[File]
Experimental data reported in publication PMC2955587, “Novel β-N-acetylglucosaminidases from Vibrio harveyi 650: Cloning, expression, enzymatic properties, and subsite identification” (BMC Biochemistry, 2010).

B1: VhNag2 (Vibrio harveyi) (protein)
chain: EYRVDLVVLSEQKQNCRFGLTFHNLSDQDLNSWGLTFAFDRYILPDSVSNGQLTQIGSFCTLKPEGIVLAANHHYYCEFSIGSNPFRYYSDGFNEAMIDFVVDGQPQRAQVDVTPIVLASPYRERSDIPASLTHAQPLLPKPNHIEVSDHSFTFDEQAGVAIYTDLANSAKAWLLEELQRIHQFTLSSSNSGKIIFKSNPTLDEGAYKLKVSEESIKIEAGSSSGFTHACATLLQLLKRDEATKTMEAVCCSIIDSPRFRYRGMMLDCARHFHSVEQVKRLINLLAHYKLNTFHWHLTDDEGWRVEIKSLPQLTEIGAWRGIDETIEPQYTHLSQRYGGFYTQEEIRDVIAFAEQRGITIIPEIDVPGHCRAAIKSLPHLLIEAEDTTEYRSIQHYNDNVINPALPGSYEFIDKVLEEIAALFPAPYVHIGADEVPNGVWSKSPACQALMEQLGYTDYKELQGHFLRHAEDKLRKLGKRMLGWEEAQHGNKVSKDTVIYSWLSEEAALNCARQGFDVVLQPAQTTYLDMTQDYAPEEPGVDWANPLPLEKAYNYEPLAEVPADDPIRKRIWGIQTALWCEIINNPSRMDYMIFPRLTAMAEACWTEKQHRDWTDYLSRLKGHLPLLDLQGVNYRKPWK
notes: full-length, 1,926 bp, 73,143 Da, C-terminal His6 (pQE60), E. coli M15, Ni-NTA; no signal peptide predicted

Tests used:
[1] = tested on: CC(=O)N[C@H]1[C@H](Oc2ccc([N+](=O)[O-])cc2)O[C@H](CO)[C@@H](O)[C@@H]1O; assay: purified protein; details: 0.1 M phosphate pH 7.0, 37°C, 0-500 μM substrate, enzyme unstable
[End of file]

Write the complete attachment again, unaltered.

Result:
Experimental data reported in publication PMC2955587, “Novel β-N-acetylglucosaminidases from Vibrio harveyi 650: Cloning, expression, enzymatic properties, and subsite identification” (BMC Biochemistry, 2010).

B1: VhNag2 (Vibrio harveyi) (protein)
chain: EYRVDLVVLSEQKQNCRFGLTFHNLSDQDLNSWGLTFAFDRYILPDSVSNGQLTQIGSFCTLKPEGIVLAANHHYYCEFSIGSNPFRYYSDGFNEAMIDFVVDGQPQRAQVDVTPIVLASPYRERSDIPASLTHAQPLLPKPNHIEVSDHSFTFDEQAGVAIYTDLANSAKAWLLEELQRIHQFTLSSSNSGKIIFKSNPTLDEGAYKLKVSEESIKIEAGSSSGFTHACATLLQLLKRDEATKTMEAVCCSIIDSPRFRYRGMMLDCARHFHSVEQVKRLINLLAHYKLNTFHWHLTDDEGWRVEIKSLPQLTEIGAWRGIDETIEPQYTHLSQRYGGFYTQEEIRDVIAFAEQRGITIIPEIDVPGHCRAAIKSLPHLLIEAEDTTEYRSIQHYNDNVINPALPGSYEFIDKVLEEIAALFPAPYVHIGADEVPNGVWSKSPACQALMEQLGYTDYKELQGHFLRHAEDKLRKLGKRMLGWEEAQHGNKVSKDTVIYSWLSEEAALNCARQGFDVVLQPAQTTYLDMTQDYAPEEPGVDWANPLPLEKAYNYEPLAEVPADDPIRKRIWGIQTALWCEIINNPSRMDYMIFPRLTAMAEACWTEKQHRDWTDYLSRLKGHLPLLDLQGVNYRKPWK
notes: full-length, 1,926 bp, 73,143 Da, C-terminal His6 (pQE60), E. coli M15, Ni-NTA; no signal peptide predicted

Tests used:
[1] = tested on: CC(=O)N[C@H]1[C@H](Oc2ccc([N+](=O)[O-])cc2)O[C@H](CO)[C@@H](O)[C@@H]1O; assay: purified protein; details: 0.1 M phosphate pH 7.0, 37°C, 0-500 μM substrate, enzyme unstable